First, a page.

Though it may be tempting, the PSAT should not be flippantly labeled as futile or absentmindedly shrugged off.
On October 13, every freshman, sophomore and junior needs to put forth his or her best effort.
For freshman, the PSAT is crucial practice for years to come when the score will actually count. Also, in the spring, every freshman receives a score sheet showing how his or her overall score compared with that of juniors and sophomores throughout the country. The PSAT must be taken seriously in order for these results to accurately represent each student’s mental aptitude.
For sophomores, the PSAT provides additional practice while determining which sophomores will be invited to attend the PSAT blitz junior year. This year, 150 juniors were invited to attend the PSAT blitz, a free program designed to increase juniors’ performance on the PSAT. Students who choose to participate in this program are required first to take an on-campus PSAT pre-test on one of two Saturdays in September. Then, a week or two later, students miss either their morning classes one day and their afternoon classes the next, or vice versa. During this time, they get specific help on what they missed on the PSAT pre-test, and learn helpful tricks for both the Math, Critical Reading, and Writing sections of the test. On the following Saturday, students have the option of taking a PSAT post-test, an additional practice test offered to help students apply their newly learned skills.
For juniors, their scores determine whether or not they enter the National Merit Scholarship Competition. Even if they don’t become a National Merit Finalist, the highest level of recognition, they are still eligible for Special Scholarships which are reserved for Commended students and Semifinalists. The 2010 student guide PSAT booklet approximates that out of the 1,500,000 U.S. juniors taking the PSAT, 34,000 will be commended and 16,000 will become semifinalists. Commended students will receive a letter in early September 2011 stating that they will not advance in the competition. However, they will be eligible for the Special Scholarships. The 16,000 semifinalists are the top-scoring students of each state. Each semifinalist is required to fill out an application, write an essay, and fulfill multiple other requirements, to become a Finalist. From the 16,000 Semifinalists, there will be 15,000 Finalists, from which the National Merit Scholarship recipients will then be chosen. These winners, approximately 8,400, will win a National Merit Scholarship which consists of either a $2500 National Merit Scholarship, a corporate-sponsored scholarship, or a college-sponsored scholarship. In total, between the Special Scholarships and the National Merit Scholarships, the National Merit Scholarship Program will award $48 million to students nationwide.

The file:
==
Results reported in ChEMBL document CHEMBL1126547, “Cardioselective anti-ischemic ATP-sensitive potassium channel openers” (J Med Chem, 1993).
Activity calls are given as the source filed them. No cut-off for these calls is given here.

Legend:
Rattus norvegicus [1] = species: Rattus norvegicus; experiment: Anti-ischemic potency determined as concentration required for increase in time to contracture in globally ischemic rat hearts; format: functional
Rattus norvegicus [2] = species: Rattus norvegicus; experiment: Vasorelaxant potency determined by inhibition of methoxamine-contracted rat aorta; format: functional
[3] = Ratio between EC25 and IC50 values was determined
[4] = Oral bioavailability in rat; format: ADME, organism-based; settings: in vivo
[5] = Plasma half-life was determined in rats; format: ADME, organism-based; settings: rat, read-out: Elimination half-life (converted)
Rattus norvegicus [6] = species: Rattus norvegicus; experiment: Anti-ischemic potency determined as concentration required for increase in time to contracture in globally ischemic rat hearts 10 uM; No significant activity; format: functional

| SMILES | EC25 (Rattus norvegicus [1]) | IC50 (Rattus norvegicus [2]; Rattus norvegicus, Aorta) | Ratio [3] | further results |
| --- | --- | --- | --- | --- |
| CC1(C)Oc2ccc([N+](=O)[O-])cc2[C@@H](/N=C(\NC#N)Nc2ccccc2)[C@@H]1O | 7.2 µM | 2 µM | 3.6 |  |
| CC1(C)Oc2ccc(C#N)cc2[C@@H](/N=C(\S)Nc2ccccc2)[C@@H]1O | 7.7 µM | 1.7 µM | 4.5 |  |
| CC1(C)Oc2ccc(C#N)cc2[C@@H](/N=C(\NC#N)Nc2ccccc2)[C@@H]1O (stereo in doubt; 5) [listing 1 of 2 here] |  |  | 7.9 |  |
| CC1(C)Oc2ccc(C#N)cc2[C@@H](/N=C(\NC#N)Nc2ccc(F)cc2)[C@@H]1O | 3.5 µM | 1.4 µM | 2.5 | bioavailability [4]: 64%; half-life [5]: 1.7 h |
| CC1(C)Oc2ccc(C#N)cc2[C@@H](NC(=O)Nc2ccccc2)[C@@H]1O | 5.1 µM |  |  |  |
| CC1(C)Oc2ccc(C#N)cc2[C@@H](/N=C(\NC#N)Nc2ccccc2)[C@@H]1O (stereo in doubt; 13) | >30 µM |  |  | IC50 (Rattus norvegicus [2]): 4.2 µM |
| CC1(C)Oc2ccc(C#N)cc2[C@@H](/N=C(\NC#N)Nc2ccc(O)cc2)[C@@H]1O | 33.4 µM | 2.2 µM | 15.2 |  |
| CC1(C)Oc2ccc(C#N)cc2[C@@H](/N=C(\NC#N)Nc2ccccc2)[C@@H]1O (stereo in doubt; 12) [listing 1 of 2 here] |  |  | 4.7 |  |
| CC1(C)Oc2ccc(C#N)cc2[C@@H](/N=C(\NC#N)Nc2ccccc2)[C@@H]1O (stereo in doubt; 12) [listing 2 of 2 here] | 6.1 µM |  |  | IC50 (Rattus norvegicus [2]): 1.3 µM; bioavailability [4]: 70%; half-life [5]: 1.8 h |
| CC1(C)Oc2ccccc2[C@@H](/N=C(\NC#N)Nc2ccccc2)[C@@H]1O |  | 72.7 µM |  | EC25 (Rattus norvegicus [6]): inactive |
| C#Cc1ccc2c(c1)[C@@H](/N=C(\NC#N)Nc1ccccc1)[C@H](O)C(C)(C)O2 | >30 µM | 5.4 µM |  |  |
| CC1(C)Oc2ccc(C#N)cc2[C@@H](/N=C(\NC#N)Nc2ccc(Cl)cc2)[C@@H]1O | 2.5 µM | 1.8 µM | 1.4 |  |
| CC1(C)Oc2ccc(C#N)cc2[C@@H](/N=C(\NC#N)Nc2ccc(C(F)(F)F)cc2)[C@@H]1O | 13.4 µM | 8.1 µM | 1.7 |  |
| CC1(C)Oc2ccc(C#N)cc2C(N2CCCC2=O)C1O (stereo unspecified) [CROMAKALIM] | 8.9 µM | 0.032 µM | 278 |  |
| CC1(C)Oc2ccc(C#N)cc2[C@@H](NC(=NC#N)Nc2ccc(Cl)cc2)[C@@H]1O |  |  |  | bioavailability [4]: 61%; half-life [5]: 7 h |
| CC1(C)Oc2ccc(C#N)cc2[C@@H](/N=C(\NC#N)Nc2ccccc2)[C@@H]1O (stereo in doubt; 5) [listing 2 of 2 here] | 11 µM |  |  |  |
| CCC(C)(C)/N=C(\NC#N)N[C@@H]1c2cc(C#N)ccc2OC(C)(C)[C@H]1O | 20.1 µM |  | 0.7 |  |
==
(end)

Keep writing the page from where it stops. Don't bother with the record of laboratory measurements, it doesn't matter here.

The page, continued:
Our district bestows upon us the gift of taking the PSAT for free during school, and not on a Saturday with a fee. This is a privilege, and we should take full advantage of it.
View the PSAT as a challenge, a fun way to apply the myriad of vocabulary words from English and the bevy of formulas from Math. Anticipate comparing your score with your peers, and on PSAT day, show up with one goal: to do your best.